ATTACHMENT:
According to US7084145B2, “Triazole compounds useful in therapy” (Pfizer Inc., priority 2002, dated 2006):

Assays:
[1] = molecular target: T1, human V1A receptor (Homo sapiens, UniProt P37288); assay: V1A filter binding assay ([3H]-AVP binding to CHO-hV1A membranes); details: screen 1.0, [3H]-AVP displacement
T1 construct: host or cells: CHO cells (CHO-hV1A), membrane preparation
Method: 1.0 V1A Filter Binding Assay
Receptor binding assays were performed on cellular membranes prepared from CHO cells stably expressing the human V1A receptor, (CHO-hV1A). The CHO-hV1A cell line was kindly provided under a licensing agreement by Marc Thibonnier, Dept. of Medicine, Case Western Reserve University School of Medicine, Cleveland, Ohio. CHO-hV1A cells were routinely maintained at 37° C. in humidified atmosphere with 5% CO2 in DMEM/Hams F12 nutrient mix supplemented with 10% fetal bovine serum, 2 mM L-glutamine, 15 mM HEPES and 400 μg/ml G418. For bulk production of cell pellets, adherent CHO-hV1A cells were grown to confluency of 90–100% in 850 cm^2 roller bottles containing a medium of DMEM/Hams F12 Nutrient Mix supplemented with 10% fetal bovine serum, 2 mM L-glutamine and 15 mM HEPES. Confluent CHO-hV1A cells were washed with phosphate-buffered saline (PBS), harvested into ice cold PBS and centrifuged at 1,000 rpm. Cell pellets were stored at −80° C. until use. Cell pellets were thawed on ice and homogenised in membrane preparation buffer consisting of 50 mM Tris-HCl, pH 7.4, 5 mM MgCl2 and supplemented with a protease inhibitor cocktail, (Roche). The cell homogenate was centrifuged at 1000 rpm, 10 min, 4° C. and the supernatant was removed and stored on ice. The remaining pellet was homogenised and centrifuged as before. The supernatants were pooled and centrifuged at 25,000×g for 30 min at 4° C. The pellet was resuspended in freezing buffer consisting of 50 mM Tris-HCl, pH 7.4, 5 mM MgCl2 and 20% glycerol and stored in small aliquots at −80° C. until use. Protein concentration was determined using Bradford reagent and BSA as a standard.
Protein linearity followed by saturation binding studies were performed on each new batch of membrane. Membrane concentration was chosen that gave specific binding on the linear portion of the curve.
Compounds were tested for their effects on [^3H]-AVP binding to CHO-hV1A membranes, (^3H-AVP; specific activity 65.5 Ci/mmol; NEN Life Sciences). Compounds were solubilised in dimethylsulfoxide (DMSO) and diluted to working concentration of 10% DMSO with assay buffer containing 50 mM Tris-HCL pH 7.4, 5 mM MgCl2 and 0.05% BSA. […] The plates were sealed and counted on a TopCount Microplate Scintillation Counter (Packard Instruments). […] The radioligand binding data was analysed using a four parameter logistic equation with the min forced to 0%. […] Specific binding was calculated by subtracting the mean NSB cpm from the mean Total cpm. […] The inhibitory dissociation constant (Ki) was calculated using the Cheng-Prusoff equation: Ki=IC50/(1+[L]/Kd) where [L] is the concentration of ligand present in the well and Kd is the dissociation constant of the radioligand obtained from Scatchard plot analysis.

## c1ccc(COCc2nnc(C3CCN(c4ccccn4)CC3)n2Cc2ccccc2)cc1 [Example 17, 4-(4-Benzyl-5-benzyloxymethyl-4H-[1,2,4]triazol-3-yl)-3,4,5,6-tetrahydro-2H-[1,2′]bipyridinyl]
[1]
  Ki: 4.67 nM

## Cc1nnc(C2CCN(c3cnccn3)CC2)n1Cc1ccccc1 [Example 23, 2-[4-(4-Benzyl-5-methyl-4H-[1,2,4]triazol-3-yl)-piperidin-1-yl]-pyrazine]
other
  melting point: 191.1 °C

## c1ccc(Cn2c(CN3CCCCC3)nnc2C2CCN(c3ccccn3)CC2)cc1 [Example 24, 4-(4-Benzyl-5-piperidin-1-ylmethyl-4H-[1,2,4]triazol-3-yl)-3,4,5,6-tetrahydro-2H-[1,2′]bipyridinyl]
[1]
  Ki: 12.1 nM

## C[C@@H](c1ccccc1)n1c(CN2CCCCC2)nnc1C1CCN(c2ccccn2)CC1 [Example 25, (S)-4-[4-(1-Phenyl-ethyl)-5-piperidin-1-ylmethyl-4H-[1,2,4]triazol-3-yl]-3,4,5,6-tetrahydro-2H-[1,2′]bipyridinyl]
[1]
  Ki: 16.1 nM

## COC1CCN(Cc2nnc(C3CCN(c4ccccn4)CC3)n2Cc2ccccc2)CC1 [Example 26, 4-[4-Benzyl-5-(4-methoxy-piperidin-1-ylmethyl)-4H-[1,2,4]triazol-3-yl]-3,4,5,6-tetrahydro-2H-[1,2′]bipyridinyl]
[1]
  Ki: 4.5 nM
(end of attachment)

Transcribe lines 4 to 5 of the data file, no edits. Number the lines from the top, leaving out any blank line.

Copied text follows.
T1 construct: host or cells: CHO cells (CHO-hV1A), membrane preparation
Method: 1.0 V1A Filter Binding Assay